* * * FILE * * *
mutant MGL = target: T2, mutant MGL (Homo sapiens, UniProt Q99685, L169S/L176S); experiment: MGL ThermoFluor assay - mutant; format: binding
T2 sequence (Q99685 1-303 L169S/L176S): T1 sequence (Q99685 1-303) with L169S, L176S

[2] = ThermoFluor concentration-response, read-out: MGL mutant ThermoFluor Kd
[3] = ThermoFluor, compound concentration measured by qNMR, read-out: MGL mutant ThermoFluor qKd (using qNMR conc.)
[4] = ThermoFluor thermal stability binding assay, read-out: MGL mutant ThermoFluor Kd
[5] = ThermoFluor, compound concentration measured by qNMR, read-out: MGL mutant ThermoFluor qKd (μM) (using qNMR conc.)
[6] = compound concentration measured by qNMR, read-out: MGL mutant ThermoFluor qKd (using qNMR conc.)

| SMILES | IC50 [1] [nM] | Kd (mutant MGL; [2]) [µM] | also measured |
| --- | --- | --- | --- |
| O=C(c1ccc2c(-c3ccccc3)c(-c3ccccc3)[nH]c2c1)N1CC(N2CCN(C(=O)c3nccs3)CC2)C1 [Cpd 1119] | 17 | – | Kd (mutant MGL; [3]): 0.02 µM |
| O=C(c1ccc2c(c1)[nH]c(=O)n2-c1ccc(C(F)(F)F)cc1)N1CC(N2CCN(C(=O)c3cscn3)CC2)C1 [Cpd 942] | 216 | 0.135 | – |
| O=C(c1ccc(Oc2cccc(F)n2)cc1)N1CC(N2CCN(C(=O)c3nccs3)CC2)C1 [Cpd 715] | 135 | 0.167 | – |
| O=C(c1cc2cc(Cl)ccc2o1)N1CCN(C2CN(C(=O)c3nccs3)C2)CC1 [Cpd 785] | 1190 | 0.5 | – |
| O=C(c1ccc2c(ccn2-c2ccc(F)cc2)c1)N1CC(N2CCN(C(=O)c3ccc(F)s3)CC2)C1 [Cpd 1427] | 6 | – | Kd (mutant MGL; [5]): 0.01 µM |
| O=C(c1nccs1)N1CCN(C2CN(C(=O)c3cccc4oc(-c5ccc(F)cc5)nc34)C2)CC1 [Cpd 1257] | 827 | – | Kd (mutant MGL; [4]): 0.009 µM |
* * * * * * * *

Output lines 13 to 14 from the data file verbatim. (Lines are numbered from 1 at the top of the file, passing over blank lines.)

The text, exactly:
| O=C(c1cc2cc(Cl)ccc2o1)N1CCN(C2CN(C(=O)c3nccs3)C2)CC1 [Cpd 785] | 1190 | 0.5 | – |
| O=C(c1ccc2c(ccn2-c2ccc(F)cc2)c1)N1CC(N2CCN(C(=O)c3ccc(F)s3)CC2)C1 [Cpd 1427] | 6 | – | Kd (mutant MGL; [5]): 0.01 µM |